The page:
Those of you who have been reading this for a while certainly know my passion for riding my Trikke. But do you know how I became interested in it in the first place? I’ll forgive you if you think it was simply something I discovered out of my desire to become fit. It certainly fulfills me in that sense, but most people don’t know that I initially discovered it out of my desire to learn to ski.
Please bear with me as I take a detour down memory lane here. I’ve wanted to ski since I was a young girl watching the downhill races during the Winter Olympics and on ABC’s Wide World of Sports. The excitement of it fueled my adrenaline, and the athletes made it look so fun and effortless. I wanted to become one of them.
I did not get my first chance to ski until the winter of 1996-97, when I joined some co-workers on a trip to Blue Mountain Ski Area
. From where I lived at the time, this was a 3 hour journey, and I couldn’t wait to make the most of the opportunity.
I may have weighed 80 pounds less back then, but I was a bona fide couch potato. It was an icy day on the slopes, and I was poorly dressed for the occasion. Despite taking a lesson and practicing on the bunny slope, I quickly learned that skiing was far from effortless. And when you’re wet, cold, and your out-of-shape legs are about to collapse, it’s anything but fun. My first run down the full beginner’s trail would be my last. I fell more times than I could count, and was shivering from being quickly soaked to the skin. I lost my nerve, opting to walk down the last few segments of the trail rather than risk hurting myself on skis I could not control.
And that was the end of my dream to ski. I put it behind me and moved onto safer ventures, like racing cars (on my Playstation), and slaying vicious dragons (also on my Playstation). I was glad I had tried to ski, for I would’ve never known what might have been otherwise, but my feet were thrilled to be back on flat and non-slippery ground.
So I thought I’d put skiing behind me . . . until I moved to the Lehigh Valley in 2007. Once I was living where I could reach Blue Mountain and Bear Creek within 20 minutes, and the Pocono ski resorts within an hour, I discovered that my childhood dream stubbornly refused to die. But I had a problem, I was even more unfit and overweight than I was when I first tried to ski. If it was difficult to do then, it surely would be impossible now.
Or would it? I also had many fond childhood memories of sledding and tobogganing on local hills, and knew that by now someone clever must have invented another way down ski slopes that required less physical ability than skis and snowboards. After a few seconds on Google, I had the answer to my lifelong dream. It was called the Trikke Skki
. And boy did it look fun!!
I watched videos of people riding it, read people’s reviews of riding it, and concluded that it really was a viable way for lesser fit people like me to ski. There was only one problem; none of the ski resorts in my area allow it. Although that slammed the door shut on one dream, it opened another. It was through this search that I learned about the 3-wheeled Trikkes that we’re more familiar with. And boy did they look fun too!!
So I bought one a little over a year ago, and with it my journey to fitness began. You know the story from here. I’ve lost over 40 pounds, and gained a lot of strength and confidence. And if you haven’t already guessed where I’m going with this, my newfound strength and confidence brought me back to Blue Mountain last Monday to have another go at my dream of learning to ski.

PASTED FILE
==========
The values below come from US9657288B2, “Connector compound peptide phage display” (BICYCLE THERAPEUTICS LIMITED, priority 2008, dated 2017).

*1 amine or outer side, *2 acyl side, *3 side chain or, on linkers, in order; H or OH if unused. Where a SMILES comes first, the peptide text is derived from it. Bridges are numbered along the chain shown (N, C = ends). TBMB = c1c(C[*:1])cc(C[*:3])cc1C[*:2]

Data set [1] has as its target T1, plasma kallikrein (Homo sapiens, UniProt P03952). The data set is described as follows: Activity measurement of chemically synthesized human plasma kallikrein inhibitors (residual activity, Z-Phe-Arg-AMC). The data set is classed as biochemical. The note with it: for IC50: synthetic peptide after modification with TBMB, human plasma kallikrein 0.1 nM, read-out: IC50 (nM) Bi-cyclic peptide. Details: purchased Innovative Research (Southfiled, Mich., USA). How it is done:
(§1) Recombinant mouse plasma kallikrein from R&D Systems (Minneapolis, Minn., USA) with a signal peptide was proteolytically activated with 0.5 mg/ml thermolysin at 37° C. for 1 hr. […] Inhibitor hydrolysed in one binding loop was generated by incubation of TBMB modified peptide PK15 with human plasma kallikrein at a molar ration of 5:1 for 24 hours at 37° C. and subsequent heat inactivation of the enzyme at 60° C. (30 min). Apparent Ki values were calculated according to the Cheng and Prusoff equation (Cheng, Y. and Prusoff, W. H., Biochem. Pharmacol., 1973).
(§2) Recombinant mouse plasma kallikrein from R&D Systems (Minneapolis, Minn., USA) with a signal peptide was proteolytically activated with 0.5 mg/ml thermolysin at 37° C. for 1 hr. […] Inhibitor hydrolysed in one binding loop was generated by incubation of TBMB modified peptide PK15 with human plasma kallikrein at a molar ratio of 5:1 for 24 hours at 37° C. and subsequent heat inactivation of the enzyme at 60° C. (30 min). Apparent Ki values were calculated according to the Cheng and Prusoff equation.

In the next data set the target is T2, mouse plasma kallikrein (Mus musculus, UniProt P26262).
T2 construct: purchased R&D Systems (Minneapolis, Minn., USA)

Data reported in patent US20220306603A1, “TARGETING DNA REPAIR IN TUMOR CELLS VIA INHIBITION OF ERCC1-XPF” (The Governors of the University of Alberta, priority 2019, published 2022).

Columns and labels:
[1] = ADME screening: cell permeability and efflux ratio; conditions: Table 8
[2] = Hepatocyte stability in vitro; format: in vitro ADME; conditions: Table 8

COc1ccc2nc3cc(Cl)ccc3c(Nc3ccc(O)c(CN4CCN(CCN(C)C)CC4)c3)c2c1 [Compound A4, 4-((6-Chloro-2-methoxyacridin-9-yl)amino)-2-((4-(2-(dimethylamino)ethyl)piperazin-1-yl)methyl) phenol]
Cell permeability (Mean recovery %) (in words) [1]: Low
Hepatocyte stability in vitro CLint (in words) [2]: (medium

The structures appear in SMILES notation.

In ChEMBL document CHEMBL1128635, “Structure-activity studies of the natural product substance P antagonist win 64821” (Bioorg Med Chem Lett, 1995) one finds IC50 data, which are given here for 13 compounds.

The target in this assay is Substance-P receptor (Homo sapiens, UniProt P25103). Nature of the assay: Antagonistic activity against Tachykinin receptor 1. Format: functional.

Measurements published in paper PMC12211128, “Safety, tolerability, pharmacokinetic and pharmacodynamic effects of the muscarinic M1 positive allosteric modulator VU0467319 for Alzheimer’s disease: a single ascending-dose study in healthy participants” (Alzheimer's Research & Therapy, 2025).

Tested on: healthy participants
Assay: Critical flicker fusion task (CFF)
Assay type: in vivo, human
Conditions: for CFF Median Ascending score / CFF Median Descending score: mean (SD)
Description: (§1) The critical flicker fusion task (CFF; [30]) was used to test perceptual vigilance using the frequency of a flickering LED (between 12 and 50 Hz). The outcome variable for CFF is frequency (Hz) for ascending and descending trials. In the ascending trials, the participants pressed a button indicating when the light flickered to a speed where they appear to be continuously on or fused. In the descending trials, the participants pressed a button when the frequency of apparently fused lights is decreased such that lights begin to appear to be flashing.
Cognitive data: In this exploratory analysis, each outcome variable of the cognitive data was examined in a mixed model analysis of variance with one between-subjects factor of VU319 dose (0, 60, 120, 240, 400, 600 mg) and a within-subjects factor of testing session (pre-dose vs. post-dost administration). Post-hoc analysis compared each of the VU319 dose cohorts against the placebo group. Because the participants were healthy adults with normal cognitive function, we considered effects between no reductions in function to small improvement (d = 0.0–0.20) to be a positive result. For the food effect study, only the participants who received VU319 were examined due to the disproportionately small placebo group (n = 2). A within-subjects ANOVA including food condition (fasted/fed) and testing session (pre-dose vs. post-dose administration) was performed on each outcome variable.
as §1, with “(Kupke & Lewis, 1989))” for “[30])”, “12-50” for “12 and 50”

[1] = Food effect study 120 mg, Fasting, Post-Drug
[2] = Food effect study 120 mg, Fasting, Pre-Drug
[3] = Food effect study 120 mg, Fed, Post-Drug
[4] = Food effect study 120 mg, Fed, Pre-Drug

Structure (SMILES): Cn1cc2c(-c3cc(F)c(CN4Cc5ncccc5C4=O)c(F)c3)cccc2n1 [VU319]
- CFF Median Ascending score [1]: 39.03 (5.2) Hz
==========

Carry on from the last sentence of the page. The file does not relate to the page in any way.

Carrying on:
And I’d have to learn the old fashioned way, with two skis strapped to bulky ski boots and metal poles in my hands. I would have felt a lot more confident on a Trikke Skki, but I also needed to overcome the old fears that have kept me off the mountain for 16 years.
This time, things went much better. I picked a warmer day (yes, 39 degrees counts as “warmer” here in the northeast), dressed in layered and somewhat waterproof clothing, and got myself a great instructor. Because I went early on a Monday, I had his undivided attention as he took me through the basics, then out onto the beginner slope where I’d lost my nerve a decade and a half earlier.
I’d be lying if I said I wasn’t afraid as I started to careen down that big hill. But with his skillful mentoring and my better fitness, I found myself enjoying a controlled carve down the trail. I didn’t even fall! By the time he took me back up the lift and down another short trail, I was breathing heavily but had a huge smile on my face. I no longer had to wait for the resorts here to allow the Trikke Skki to get out there and have a fun time.
I took a short break, and did 9 more runs down Vista and Easy Out before calling it a day. If there’s any question as to whether downhill skiing is legitimate exercise, I can tell you that my muscles ached well into Thursday morning. Riding the Trikke and lifting kettlebells certainly helped prepare me for this, but skiing itself is even more demanding.
This has been a much-needed breakthrough for me, and I am already considering buying a season pass for next winter. This has been one of those winters that I’ve only gotten outdoors to Trikke on one semi-warm weekend, so there is a legitimate need for me to find something to enjoy outside during the colder months. I still have a lot of room to improve my skiing, but it is empowering to know that I am now able to work on it.
In the meantime, I confess that my heart still yearns for a Trikke Skki, and I still wish the resorts here would start to allow them. No doubt snowboarders once faced this same challenge and overcame it, but I worry that there’s not enough people clamoring for the Trikke Skki to get the same results. For now I’ll enjoy the heck out of my three-wheeled Trikke most of the year, but will have to embrace skiing with two blades and one ‘k’ if I want to make the most out of my winters.